Risk exposure in capital markets – real time
By Mark Moorman, SAS
In the capital markets world, money never really changes hands; it only passes through them, and then only digitally. These markets are fast, immense, complex networks of extremely large amounts of monies or goods. In one single day on the London stock market, more than 700,000 trades may occur at a value of over £4 billion. In this environment, understanding the value at risk (VaR) becomes a complex, timely problem.
One large UK bank decided it was time to evaluate its risk across all of its trading books. Being able to consolidate this VaR – and get the data within minutes – would give the bank an incredible edge over competitors that continue to trade on individual books and are working from VaR data as much as two days old.
It was time for a change, and the bank decided to deliver a high-performance, automated VaR calculation and reporting process for market risk managers. This would allow the managers to spend more of their time evaluating risk rather than investigating data discrepancies. Of course, this was a major undertaking. To do this, they needed to focus on four major issues:
Timeliness / Transparency / Accuracy / Granularity
The bank built a system that would allow them to aggregate the data on the fly into a single repository. So instead of waiting until the following day to get the latest reports, the risk management team can have an up-to-date view of their risk exposures on an intraday basis using the latest blended view of interim and official risk figures to help inform the business decisions in a timelier manner.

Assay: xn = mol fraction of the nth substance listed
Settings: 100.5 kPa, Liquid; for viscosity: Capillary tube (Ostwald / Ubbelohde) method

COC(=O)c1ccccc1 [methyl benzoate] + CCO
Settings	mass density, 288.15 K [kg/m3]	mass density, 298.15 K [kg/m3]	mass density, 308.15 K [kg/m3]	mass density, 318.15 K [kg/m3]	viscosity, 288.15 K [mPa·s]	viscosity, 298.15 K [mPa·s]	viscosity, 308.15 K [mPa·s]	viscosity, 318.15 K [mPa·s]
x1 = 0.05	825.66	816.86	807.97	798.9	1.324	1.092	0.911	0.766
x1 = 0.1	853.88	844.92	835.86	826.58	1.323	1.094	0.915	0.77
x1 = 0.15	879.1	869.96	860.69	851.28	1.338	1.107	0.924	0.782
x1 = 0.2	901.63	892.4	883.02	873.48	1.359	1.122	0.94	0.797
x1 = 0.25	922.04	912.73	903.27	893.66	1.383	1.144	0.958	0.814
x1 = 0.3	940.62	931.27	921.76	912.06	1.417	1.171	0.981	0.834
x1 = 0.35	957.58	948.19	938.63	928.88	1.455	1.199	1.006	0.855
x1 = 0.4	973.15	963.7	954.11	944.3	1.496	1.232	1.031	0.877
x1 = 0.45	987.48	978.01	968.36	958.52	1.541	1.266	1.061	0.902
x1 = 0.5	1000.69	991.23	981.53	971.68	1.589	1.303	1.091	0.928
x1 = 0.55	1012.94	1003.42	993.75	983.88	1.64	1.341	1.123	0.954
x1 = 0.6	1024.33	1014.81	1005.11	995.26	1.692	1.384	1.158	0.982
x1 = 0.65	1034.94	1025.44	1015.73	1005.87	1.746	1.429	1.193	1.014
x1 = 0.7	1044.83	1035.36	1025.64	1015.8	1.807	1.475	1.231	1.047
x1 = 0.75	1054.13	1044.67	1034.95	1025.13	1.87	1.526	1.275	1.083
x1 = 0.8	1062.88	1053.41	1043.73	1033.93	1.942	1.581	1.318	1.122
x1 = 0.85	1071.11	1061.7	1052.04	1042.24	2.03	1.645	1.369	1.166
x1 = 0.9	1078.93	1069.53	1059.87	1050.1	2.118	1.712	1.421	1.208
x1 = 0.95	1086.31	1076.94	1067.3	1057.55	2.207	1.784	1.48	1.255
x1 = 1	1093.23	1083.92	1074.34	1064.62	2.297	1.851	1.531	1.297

It was then possible to use drill-down graphing and analytic tools to make sense of this complex environment – all before the closing bell – and change course if the VaR exceeded their risk appetite.
Making decisions on the fly
ESP allows complex business decisions to be made on massive amounts of data in real time. The bank can now evaluate every trade – singularly – before the deal is made, and then accumulate it with other current trades to evaluate trends. Finally, the bank can synchronize this data with the global corporate data. In fact, this technology means the bank has:
But it turns out VaR is no longer an adequate measure of risk. Nor is it capable of informing senior management of the true nature of their market and credit risk exposures.
For full transparency and the level of detail required by the business, many different types of analyses are now required including, but not limited to: economic VaR, sVaR (stressed value at risk), transient concentrations, extreme value, abnormal correlations and stress tests.
Advanced, high-performance analytics lets risk managers quickly and easily explore a wide range of scenarios to help both senior management and the business be better informed about the true nature of the exposures on their trading books.
This story appears in the Third Quarter 2013 issue of